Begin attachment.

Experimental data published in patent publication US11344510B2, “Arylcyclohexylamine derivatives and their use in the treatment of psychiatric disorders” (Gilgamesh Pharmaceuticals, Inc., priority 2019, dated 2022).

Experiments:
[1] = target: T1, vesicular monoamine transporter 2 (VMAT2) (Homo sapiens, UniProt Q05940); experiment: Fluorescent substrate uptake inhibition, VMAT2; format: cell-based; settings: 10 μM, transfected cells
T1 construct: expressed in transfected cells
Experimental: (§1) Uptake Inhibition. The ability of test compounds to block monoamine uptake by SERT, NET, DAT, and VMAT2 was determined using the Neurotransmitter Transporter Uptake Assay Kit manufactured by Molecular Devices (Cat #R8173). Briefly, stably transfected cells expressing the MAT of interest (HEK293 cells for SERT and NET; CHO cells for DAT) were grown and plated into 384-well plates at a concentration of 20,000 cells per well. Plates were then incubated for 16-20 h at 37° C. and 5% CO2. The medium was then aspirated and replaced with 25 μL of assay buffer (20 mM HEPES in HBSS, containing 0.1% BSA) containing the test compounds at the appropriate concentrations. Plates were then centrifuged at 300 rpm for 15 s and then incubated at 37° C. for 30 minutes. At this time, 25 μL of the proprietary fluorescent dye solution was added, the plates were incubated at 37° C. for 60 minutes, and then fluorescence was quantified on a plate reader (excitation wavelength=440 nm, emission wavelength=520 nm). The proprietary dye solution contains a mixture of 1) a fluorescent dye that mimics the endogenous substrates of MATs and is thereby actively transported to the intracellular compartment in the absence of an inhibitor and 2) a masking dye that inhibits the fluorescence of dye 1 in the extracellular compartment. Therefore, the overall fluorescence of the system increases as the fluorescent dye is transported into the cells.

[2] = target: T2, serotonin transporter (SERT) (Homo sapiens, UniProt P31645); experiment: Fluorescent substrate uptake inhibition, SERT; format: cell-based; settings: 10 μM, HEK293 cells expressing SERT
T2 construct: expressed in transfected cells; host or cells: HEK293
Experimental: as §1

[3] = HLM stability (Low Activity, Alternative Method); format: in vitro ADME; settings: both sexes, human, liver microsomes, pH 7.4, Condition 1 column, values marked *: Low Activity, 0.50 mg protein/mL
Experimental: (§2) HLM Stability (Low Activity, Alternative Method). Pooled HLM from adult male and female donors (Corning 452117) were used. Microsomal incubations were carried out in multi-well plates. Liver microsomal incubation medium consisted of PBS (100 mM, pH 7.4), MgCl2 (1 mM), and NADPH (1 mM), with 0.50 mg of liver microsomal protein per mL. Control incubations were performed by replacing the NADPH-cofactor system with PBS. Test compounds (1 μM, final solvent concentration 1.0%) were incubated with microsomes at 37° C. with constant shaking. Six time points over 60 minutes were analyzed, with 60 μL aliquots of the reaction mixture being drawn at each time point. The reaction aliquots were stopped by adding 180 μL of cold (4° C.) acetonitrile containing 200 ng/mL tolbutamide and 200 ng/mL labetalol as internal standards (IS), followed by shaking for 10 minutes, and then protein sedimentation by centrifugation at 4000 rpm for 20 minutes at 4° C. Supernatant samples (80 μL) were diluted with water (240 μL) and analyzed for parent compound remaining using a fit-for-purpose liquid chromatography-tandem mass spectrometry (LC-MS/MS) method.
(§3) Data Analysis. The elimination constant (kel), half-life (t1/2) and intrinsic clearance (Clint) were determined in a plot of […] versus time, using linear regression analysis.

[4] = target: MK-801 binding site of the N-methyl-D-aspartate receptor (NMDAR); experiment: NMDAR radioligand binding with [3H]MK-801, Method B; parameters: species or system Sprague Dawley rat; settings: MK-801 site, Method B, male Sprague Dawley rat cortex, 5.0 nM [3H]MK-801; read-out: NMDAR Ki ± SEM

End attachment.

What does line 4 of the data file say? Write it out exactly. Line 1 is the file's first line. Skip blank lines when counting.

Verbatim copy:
T1 construct: expressed in transfected cells